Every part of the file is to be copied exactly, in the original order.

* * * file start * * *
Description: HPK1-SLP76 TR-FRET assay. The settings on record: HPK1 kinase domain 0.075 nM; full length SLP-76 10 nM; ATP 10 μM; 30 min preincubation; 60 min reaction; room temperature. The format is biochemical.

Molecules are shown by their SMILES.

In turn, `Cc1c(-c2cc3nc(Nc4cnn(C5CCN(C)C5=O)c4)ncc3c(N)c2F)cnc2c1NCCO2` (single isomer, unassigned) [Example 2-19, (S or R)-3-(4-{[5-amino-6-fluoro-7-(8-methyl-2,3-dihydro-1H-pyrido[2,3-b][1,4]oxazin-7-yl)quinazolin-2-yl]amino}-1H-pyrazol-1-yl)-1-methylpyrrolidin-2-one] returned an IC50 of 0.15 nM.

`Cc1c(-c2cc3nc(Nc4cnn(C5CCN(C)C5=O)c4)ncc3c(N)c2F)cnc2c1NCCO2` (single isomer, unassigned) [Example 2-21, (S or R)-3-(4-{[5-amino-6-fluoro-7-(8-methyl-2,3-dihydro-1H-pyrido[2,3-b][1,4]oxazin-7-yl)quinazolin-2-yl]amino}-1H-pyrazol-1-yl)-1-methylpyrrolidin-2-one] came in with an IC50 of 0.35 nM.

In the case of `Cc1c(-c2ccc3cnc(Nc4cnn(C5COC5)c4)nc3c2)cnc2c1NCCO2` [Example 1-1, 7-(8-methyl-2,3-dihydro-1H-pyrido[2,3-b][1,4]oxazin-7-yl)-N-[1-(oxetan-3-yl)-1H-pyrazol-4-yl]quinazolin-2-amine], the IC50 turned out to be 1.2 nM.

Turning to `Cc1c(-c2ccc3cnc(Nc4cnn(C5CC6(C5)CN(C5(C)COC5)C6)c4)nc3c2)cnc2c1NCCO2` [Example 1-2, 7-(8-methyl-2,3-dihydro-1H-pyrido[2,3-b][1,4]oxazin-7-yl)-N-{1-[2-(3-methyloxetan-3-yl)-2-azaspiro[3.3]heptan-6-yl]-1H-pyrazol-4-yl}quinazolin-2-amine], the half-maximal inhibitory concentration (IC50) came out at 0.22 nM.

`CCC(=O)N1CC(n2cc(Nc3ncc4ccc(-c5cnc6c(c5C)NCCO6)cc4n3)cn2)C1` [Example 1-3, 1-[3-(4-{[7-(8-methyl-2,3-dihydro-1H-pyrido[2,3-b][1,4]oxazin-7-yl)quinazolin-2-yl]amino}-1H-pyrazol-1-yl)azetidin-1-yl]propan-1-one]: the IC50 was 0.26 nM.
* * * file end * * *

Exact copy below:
Description: HPK1-SLP76 TR-FRET assay. The settings on record: HPK1 kinase domain 0.075 nM; full length SLP-76 10 nM; ATP 10 μM; 30 min preincubation; 60 min reaction; room temperature. The format is biochemical.

Molecules are shown by their SMILES.

In turn, `Cc1c(-c2cc3nc(Nc4cnn(C5CCN(C)C5=O)c4)ncc3c(N)c2F)cnc2c1NCCO2` (single isomer, unassigned) [Example 2-19, (S or R)-3-(4-{[5-amino-6-fluoro-7-(8-methyl-2,3-dihydro-1H-pyrido[2,3-b][1,4]oxazin-7-yl)quinazolin-2-yl]amino}-1H-pyrazol-1-yl)-1-methylpyrrolidin-2-one] returned an IC50 of 0.15 nM.

`Cc1c(-c2cc3nc(Nc4cnn(C5CCN(C)C5=O)c4)ncc3c(N)c2F)cnc2c1NCCO2` (single isomer, unassigned) [Example 2-21, (S or R)-3-(4-{[5-amino-6-fluoro-7-(8-methyl-2,3-dihydro-1H-pyrido[2,3-b][1,4]oxazin-7-yl)quinazolin-2-yl]amino}-1H-pyrazol-1-yl)-1-methylpyrrolidin-2-one] came in with an IC50 of 0.35 nM.

In the case of `Cc1c(-c2ccc3cnc(Nc4cnn(C5COC5)c4)nc3c2)cnc2c1NCCO2` [Example 1-1, 7-(8-methyl-2,3-dihydro-1H-pyrido[2,3-b][1,4]oxazin-7-yl)-N-[1-(oxetan-3-yl)-1H-pyrazol-4-yl]quinazolin-2-amine], the IC50 turned out to be 1.2 nM.

Turning to `Cc1c(-c2ccc3cnc(Nc4cnn(C5CC6(C5)CN(C5(C)COC5)C6)c4)nc3c2)cnc2c1NCCO2` [Example 1-2, 7-(8-methyl-2,3-dihydro-1H-pyrido[2,3-b][1,4]oxazin-7-yl)-N-{1-[2-(3-methyloxetan-3-yl)-2-azaspiro[3.3]heptan-6-yl]-1H-pyrazol-4-yl}quinazolin-2-amine], the half-maximal inhibitory concentration (IC50) came out at 0.22 nM.

`CCC(=O)N1CC(n2cc(Nc3ncc4ccc(-c5cnc6c(c5C)NCCO6)cc4n3)cn2)C1` [Example 1-3, 1-[3-(4-{[7-(8-methyl-2,3-dihydro-1H-pyrido[2,3-b][1,4]oxazin-7-yl)quinazolin-2-yl]amino}-1H-pyrazol-1-yl)azetidin-1-yl]propan-1-one]: the IC50 was 0.26 nM.